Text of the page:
The Homeowners Column

The Homeowners Column

Enjoy the Diversity of Conifers

Photo of Sandra Mason

Sandra Mason
Extension Educator, Horticulture
slmason@illinois.edu

As I look out over the landscape my eyes are drawn to anything not some shade of gray or brown. Anything evergreen stands out this time of year. Unfortunately many landscapes have succumbed to the "where's the door" syndrome of evergreen placement. I'm sure you've seen them or maybe have one of your own. Years ago someone bought a cute little blue spruce and put it near the front door. It looked nice for a few years than quickly ate the doorway and most of the house.

First, a side note about terminology. Evergreens and conifers are not the same beast. Conifer refers to plants that bear cones (those woody things we use for decoration). To confuse things some conifers such as juniper and yew have cones that look more like berries. To further confuse us not all conifers are evergreen. Some such as larch and cypress lose their leaves in fall. Ah, behold the amazing diversity of nature.

Although conifers are welcome additions to the landscape for their diversity in texture and color, they have been largely underused or poorly sited. Textures may be coarse or fine. Colors range from shades of green, yellow, orange, blue and purple. Many are bicolor or change colors through the seasons. Conifers can be used as specimens to highlight a spot in the garden, in containers, in rock gardens and in companion plantings with flowers, shrubs and small flowering trees. Their forms may be rounded, pendulous, narrow upright or spreading.

However many of the conifers get to be very large trees and are not suitable to small landscapes. To the rescue are conifers that are genetically selected to remain small or at least smaller than their cousins. The American Conifer Society has adopted four size categories to help people make selections.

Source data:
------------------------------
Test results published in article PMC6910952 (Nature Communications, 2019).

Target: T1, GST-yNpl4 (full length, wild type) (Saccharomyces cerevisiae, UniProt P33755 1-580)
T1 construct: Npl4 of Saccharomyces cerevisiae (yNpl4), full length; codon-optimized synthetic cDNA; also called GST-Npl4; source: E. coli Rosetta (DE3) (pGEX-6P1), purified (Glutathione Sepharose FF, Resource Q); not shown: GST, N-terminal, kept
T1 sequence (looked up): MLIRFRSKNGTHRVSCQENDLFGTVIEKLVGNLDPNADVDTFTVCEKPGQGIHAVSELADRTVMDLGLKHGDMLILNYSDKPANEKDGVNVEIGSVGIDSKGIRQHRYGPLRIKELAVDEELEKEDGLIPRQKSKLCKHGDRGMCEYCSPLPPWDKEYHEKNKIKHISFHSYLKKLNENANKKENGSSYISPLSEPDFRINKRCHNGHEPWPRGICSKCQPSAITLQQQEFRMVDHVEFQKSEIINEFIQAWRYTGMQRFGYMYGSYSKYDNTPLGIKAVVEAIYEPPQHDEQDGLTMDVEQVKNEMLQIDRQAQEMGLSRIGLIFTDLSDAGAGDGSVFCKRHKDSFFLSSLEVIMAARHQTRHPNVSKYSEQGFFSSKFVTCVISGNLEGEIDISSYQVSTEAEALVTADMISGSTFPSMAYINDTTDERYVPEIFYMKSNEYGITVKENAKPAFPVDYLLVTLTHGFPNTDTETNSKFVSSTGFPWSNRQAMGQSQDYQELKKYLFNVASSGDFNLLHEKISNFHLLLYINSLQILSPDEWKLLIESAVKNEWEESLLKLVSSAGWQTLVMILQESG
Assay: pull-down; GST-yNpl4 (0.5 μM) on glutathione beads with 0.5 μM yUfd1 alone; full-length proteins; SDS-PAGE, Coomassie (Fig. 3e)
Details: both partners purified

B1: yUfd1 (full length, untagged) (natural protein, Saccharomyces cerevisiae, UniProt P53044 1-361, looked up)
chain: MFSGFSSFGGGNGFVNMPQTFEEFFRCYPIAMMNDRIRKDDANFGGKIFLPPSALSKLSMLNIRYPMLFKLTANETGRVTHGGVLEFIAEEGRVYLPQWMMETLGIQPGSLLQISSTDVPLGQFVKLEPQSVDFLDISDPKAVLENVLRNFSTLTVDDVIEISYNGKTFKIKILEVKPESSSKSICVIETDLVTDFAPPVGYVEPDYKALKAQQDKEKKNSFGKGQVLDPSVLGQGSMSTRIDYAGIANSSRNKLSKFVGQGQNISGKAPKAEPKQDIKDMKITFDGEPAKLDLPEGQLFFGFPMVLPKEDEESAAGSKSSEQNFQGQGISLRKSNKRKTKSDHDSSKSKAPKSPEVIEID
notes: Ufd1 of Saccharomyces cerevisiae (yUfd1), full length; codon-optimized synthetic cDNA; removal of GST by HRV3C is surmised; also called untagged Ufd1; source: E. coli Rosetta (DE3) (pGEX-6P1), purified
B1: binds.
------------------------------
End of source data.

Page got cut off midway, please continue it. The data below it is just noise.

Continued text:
Here are the size categories and popular conifer examples.

Miniature conifers grow less than three inches a year. Their size at ten to fifteen years of age is about two to three feet tall. Dwarf Norway Spruce, Picea abies 'Pumila;' Dwarf Pixie White Spruce, Picea glauca 'Pixie;' Dwarf White Pine, Pinus strobus 'Sea Urchin.'

Dwarf conifers grow three to six inches per year. Their size at ten to fifteen years of age is three to six feet tall. Bird's Nest Spruce, Picea abies 'Nidiformis;' Dwarf Serbian Spruce, Picea omorika 'Nana;' Dwarf Korean Fir, Abies koreana 'Prostata.'

Intermediate conifers grow six to twelve inches per year. Their size at ten to fifteen years of age is six to fifteen feet tall. Yellow Thread Leaf False-cypress Chamaecyparis pisifera 'Filifera Aurea;' Swiss Stone Pine, Pinus cembra; Bergman's Japanese White Pine, Pinus strobus 'Bergmanii.'

Large conifers grow twelve inches or more each year. Their size at ten to fifteen years of age is more than fifteen feet. Lacebark Pine, Pinus bungeana; Weeping Douglasfir, Pseudotsuga menziesii 'Graceful Grace.'

These may not be as easy to find as the big standbys, but they are worth the search. The American Conifer Society is a good resource. http://www.conifersociety.org

References include:

Gardening with Conifers by Adrian Bloom (hot off the presses)
A Garden of Conifers by Robert A. Obrizok
Manual of Woody Landscape Plants, 5th Ed., by Michael Dirr

For plant sources check local garden centers. Also Rich's Foxwillow Pines in Woodstock, IL specializes in garden conifers and rare trees.

Congratulations to Golden Trowel award winners Charlotte Brownfield, Bev Cotter, Beth Kawski, Sue Mauck, Gabriele Mayer, Bill Meyer, Marge Perry, Sarah Redd, Jim Simon and Ann Tice. The Golden Trowel award is given to Master Gardeners that volunteer extra hours in one season at the Idea Garden.

Simon Rosenzweig received the Friend of Master Gardener award in recognition for his many hours of service at the Idea Garden this year.

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